ENews: August 2, 2018

Providence Journal: Providence City Council OKs $160-million bond measure for schools

PROVIDENCE, R.I. — The Providence City Council passed a $160-million bond initiative Monday night to fund capital improvements at city schools.

The bond question will appear on the Nov. 6 ballot.

If approved by voters, the initiative gives the city five years to take out $160 million in bonds, said Council Majority Leader John Igliozzi, who represents Ward 7. Officials are likely to issue the bond amount in three segments in the years 2019, 2022 and 2023, according to the ordinance passed Monday night.

The state will refund up to 83 percent of the bond amount if the Rhode Island Department of Education signs off on the improvement projects, Igliozzi said. -READ MORE

PROVIDENCE JOURNAL: As Lifespan union members return to work, some talk of a second strike

Nurses and other unionized medical staff returned to their shifts at Rhode Island Hospital and Hasbro Children’s Hospital on Friday afternoon following four days of picketing on the streets outside, going back to their patients but vowing to keep their labor battle alive.

“This is not an end,” said the president of United Nurses and Allied Professionals, Linda McDonald, who was surrounded by union members sporting purple shirts, purple hats, purple toenail polish, purple hair dye and purple noisemakers.

To cheers, McDonald tore up a full-page advertisement that the hospitals had placed in The Providence Journal, which sought to welcome the employees back to work, acknowledge disagreements and tout some areas of agreement. -READ MORE

UFCW Local 328 Twitter:

AFL-CIO: Trumka Highlights Worker Uprising at Christian Science Monitor Breakfast

AFL-CIO President Richard Trumka delivered the following remarks at the Christian Science Monitor Breakfast:

Good morning. Thank you to the Christian Science Monitor for hosting this breakfast once again, and thanks to each of you for joining us here today. What a year it has already been.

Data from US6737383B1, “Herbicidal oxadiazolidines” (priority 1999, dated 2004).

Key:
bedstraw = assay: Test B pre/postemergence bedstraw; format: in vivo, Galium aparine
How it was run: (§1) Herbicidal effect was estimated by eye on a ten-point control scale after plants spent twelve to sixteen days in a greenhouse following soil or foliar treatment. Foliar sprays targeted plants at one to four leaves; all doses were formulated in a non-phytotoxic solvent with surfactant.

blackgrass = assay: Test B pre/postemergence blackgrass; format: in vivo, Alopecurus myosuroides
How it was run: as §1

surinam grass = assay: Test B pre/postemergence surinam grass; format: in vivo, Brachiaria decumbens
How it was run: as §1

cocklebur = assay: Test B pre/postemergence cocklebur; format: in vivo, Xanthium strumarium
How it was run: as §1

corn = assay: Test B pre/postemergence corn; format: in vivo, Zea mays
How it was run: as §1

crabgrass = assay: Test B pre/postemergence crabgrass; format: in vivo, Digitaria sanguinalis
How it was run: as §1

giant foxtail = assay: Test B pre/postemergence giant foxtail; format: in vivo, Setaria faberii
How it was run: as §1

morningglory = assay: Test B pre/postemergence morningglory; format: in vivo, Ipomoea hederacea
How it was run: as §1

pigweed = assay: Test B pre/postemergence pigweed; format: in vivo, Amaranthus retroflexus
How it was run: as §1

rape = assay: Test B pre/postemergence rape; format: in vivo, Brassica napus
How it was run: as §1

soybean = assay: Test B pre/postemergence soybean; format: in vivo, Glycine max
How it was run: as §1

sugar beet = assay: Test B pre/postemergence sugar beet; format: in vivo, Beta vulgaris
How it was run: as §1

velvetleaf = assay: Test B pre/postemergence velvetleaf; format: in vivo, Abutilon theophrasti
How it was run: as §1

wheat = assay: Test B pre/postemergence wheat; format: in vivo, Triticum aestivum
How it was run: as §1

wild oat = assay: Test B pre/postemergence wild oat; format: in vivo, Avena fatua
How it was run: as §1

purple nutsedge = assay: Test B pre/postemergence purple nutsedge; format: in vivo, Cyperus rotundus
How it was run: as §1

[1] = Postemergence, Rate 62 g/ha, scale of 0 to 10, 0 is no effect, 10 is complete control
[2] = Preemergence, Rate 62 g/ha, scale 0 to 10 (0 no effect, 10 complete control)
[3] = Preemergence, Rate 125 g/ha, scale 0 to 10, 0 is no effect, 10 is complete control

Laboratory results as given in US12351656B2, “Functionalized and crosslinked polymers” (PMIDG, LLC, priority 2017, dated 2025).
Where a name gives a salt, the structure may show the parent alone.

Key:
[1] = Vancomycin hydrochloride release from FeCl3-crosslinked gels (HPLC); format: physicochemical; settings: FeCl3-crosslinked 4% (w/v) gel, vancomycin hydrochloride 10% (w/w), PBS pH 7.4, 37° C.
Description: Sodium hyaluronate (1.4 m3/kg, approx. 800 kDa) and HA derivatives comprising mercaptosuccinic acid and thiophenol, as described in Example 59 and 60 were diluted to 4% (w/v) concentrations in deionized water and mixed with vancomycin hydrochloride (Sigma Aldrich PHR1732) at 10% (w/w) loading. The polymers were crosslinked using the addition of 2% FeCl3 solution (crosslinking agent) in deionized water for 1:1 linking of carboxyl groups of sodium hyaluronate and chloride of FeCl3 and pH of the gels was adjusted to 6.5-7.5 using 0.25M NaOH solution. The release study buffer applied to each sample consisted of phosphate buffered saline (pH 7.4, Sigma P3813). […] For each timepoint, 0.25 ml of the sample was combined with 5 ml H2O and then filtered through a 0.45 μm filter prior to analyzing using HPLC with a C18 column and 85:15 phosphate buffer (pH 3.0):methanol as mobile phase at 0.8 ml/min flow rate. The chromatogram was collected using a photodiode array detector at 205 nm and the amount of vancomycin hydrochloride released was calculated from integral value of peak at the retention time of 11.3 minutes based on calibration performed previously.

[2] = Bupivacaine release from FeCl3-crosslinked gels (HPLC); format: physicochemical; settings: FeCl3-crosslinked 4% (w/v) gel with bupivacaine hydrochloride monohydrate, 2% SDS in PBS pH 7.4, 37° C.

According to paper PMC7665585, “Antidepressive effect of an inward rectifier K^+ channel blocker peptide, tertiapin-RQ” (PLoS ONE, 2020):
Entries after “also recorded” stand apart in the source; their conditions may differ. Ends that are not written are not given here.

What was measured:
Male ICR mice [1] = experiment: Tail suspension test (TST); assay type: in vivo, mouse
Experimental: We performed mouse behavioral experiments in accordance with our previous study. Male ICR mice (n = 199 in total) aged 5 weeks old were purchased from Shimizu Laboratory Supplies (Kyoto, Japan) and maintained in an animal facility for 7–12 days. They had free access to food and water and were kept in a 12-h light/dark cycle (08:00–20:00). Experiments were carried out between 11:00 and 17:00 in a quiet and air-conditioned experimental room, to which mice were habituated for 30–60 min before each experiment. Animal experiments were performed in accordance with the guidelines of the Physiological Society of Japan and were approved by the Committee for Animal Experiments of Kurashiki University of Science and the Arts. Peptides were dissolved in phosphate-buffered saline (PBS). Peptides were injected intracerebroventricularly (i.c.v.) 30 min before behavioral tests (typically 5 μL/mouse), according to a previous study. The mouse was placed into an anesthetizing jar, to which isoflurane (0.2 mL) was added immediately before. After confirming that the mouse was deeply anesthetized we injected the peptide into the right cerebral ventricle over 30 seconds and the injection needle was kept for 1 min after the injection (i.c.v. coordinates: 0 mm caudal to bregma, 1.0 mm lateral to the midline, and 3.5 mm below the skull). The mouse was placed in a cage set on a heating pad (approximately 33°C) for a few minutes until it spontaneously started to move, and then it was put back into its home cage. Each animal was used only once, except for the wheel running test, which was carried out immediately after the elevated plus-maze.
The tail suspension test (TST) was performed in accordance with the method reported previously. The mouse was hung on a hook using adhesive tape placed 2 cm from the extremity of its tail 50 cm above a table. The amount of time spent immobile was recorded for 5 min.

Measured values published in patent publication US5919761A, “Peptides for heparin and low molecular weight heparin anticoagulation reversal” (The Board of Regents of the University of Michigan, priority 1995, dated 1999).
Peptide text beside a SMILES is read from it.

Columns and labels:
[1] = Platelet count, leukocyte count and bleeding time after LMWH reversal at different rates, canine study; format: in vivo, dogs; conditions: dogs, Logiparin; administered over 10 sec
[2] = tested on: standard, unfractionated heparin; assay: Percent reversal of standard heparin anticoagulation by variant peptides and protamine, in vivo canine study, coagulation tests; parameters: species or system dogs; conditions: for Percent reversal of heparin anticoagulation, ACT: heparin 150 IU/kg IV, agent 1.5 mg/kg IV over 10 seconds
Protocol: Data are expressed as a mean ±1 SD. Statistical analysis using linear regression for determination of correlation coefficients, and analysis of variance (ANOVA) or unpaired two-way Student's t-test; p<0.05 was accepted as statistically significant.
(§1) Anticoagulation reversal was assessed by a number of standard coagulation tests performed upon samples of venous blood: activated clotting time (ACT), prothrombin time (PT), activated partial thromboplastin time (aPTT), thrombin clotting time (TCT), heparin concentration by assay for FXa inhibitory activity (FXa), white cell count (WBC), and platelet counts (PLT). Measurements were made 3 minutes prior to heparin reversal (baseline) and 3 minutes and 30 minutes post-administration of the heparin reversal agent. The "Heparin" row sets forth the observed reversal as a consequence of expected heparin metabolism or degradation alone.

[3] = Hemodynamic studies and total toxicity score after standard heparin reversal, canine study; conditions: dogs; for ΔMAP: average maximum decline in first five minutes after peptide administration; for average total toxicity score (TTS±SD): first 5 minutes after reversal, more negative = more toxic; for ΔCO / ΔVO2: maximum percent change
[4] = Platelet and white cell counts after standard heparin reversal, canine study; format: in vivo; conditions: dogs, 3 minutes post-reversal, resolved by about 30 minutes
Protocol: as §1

Back in January, I was asked what victory looks like for the labor movement. And I said you’ll know unions are on the rise when more workers start realizing our own value.

Well, it’s happening. We’re living through the kind of defining moment that can leave its mark for a generation. A moment that will determine what kind of economy we work in and what kind of society we live in. READ MORE


CNN Money: Disneyland agrees to pay its workers $15 an hour

Unions representing nearly 10,000 Disneyland workers accepted Disney’s three-year contract to raise starting hourly wages to $15 an hour beginning next year. The agreement ends a lengthy labor battle over pay at Disney’s Anaheim resort.

Minimum wage employees at Disneyland made $11 an hour. The deal immediately raises their pay 20% to $13.25 an hour. The $15 starting rate will go into effect on January 1, 2019. It will go up to $15.45 in June of 2020.

Disney said an employee making $11 today would earn an additional $8,000 a year. -READ MORE

Now This Politics FaceBook: Nabisco workers block CEO’s van to fight for pensions



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17th Annual London/Riley Memorial Scholarship Golf Tournament

When: Monday, August 6, 2018 @ 8 a.m. Registration, coffee and pastry; 9 a.m. Shotgun Start, Scramble Format
Where: Cranston Country Club
Details: Come play or sponsor. Pay by July 16th: $125 per person. After July 16th: $140 per person. For more information call (401) 751-5153.





In the first half of the show, Teamsters Local 251 Principal Officer Matt Taibi, and Business Agent Matt Maini, sit down with Thom Cahir to discuss the nine week strike at DHLNH and its victorious outcome for the workers, their resulting higher wages and better healthcare plan and the far better working conditions they now enjoy; all because they stood strong and employed tactics that wore down the employer rather than getting worn down by the typical management playbook.
And in the second half of the show, former state Senator Tom Coderre returns as Governor Raimondo’s liaison on the opioid crisis to the legislature, and explains to Jim Riley some of what the state is doing to help alleviate the myriad of issues that arise from that growing crisis.